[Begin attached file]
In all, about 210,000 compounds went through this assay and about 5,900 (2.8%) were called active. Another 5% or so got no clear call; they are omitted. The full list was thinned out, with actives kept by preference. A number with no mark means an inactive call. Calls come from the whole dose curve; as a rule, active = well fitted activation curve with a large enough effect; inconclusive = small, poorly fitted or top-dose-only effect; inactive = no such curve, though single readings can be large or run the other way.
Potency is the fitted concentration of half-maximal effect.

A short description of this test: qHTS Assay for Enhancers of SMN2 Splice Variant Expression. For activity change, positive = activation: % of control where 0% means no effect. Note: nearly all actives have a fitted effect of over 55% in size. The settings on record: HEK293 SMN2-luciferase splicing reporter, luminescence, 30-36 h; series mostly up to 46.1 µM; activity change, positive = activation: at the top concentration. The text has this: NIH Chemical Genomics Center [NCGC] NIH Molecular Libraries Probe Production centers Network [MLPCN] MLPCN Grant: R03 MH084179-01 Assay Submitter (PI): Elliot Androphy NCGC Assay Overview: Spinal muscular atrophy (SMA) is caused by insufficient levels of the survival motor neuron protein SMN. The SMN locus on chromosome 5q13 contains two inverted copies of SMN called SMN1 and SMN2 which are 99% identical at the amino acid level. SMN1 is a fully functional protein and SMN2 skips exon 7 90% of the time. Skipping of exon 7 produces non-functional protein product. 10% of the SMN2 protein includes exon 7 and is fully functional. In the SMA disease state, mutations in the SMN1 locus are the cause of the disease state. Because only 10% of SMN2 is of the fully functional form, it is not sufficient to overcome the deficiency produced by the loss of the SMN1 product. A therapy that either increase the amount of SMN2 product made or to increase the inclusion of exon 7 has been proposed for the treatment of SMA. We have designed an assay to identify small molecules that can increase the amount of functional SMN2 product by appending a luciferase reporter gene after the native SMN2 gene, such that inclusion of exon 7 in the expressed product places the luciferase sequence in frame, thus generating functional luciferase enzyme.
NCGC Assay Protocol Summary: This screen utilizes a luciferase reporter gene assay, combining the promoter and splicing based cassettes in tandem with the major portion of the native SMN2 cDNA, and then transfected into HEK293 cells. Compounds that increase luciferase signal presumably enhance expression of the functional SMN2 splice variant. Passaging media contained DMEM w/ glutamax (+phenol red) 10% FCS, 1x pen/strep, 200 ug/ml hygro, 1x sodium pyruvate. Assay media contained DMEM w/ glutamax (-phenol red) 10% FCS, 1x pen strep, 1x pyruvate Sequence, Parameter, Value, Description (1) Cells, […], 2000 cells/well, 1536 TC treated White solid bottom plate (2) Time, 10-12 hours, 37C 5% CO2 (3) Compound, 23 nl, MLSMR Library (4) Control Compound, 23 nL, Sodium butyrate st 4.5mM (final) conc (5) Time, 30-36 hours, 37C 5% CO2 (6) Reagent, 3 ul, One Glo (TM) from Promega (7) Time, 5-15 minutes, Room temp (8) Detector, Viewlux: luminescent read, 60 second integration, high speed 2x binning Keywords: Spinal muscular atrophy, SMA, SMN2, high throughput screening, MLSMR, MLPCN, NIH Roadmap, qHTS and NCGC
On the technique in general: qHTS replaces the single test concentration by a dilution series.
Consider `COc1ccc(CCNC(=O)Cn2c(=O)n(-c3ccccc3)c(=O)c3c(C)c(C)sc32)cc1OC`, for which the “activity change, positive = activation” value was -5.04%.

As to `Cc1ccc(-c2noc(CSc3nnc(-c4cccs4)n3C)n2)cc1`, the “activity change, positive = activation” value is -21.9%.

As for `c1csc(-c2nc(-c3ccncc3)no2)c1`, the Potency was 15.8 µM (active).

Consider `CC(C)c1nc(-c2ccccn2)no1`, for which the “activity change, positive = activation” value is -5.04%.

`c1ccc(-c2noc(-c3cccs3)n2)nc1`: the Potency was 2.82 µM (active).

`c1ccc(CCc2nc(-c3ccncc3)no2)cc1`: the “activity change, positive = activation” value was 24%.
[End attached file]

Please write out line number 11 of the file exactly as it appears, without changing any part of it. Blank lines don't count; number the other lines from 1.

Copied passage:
`c1ccc(CCc2nc(-c3ccncc3)no2)cc1`: the “activity change, positive = activation” value was 24%.